About Me

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One Grandma, trying to let the light of Jesus shine through me. . . reaching out into the darkness with love to little hands, hearts and minds . . .for Jesus.

Sunday, April 17, 2011

A Picture Is Worth A 1,000 Words. . . At least food for thought.

I just found two old pictures of my kids when they were younger, and I realized these pictures kind
of gave the direction of the path their lives have taken. 

Sarah with her Sunday school class. . .look closely, you may know these kids.

Sarah, our daughter, has worked with kids and been a teacher/interpreter for most of her life. 
She is now still surrounded by children in her own home,
having four children under the age of five years.

When she was just seven or eight years old, the kids in our neighborhood would come to our home early on Saturday mornings, sometimes before 8 o'clock, to play with Sarah.  She had a "pretend" beauty shop in our garage and she would "fix" the girls hair for them.  The girls looked forward to this every Saturday and they'd  start coming over on their bicycles and some on tricycles to wait their turn.  Sarah would first use a curling iron and rollers and then brush and comb to give them their hair-do.  She'd even "spray" it to make it last.  It was really cute and I loved watching them but sometimes I wished their parents would at least keep them home until nine or ten. . . to give us one day a week for a late breakfast.  Most of the girls (and even a few boys) who came for a hair-do were younger than Sarah, although their were a few who were her age.  So she not only fixed their hair, but she was actually providing a free "day care" service for our neighborhood. 

One of the loves of Sarah's life was teaching Sunday School.  She was great at it and spent
lots and lots of hours in preparation each week for her class.
She inspired many of the children to learn scriptures and would go to church an hour
early to listen to them quote Bible verses. . .then stay afterwards to hear more verses.
The kids won a medal for so many verses, everyone could win a medal IF they wanted to study.
She also gave them really fun outings and camps.
I don't know who was the most excited, Sarah or the kids.
She looked forward to each outing. She was blessed with great helpers.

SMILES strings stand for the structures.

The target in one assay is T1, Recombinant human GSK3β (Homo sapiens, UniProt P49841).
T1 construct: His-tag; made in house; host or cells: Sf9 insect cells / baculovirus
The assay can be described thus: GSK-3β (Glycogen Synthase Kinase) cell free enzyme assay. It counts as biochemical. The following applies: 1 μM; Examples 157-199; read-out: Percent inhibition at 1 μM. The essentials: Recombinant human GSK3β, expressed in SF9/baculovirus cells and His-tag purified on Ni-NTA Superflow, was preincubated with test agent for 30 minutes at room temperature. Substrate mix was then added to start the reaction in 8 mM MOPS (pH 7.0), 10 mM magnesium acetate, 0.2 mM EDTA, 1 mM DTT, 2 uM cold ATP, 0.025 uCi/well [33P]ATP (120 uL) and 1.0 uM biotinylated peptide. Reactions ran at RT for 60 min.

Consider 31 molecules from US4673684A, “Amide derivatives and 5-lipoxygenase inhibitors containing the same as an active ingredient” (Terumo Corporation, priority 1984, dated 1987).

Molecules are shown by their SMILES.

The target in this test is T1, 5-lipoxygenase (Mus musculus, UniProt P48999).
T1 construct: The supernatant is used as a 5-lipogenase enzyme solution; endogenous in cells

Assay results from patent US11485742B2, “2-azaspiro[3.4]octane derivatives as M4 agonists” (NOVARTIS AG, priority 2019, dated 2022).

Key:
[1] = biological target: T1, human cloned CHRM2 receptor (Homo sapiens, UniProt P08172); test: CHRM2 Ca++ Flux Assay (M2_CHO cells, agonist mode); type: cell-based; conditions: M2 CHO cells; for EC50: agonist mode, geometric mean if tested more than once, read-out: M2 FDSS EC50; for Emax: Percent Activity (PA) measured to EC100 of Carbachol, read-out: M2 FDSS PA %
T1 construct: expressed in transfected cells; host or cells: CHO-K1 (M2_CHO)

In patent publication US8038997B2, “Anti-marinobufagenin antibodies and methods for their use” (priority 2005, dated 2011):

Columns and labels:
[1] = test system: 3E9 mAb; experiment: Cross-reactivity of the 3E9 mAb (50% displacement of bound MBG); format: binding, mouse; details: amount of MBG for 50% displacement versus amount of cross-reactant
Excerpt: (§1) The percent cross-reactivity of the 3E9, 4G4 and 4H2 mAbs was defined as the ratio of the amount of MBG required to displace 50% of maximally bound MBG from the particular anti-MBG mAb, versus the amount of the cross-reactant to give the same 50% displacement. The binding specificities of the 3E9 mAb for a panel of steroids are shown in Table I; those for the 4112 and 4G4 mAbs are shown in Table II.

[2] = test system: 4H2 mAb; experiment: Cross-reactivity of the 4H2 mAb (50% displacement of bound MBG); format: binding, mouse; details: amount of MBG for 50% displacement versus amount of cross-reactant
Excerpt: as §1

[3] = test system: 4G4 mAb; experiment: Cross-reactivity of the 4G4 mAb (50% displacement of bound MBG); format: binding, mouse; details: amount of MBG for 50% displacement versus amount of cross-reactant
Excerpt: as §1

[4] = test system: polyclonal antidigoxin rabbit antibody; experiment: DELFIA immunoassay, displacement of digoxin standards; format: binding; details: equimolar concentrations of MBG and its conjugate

Captain Stan talking to the "giants-judges" about what would be best for the his team.
 Now Stan, our son, was always out to protect others.  He was a pretty tough little cookie when it came to defending. He split his tongue in two defending a small kid others were picking on at the bus stop and then another time he defended a handicapped child in the lunch room that bullies were making fun of and ended up in the principal's office.  The principal called me and said although they had to take Stan into the office because of the fight, they didn't want him to be punished because what he did was very compassionate.  Just the other day one of the special needs kids (Jeff Horn) told me he was in the special needs classes during that time in the same school.  He didn't personally see Stan defend the young boy, but he heard the story of what Stan did from the other handicapped kids.  
Stan was their hero.  

Stan played football as a kid and always carried "his load".  His first year on the junior team, he was elected "team caption" over all the older team members.  This made one of the "father/coaches" upset, since Stan beat out the older boys (and the actual players were the ones that voted) and his own son wanted to be captain. Come t find out his own son had voted for Stan.  So, they ended up having three captains that year - two were coach's sons and Stan,  the team's choice.  

Stan works with some "big shots" most all the time and although he's the president of a successful company, he still is the "little guy" talking to the "giants" in the oil industry, but the other little guys and the big giants still respect him and listen to what he has to say.


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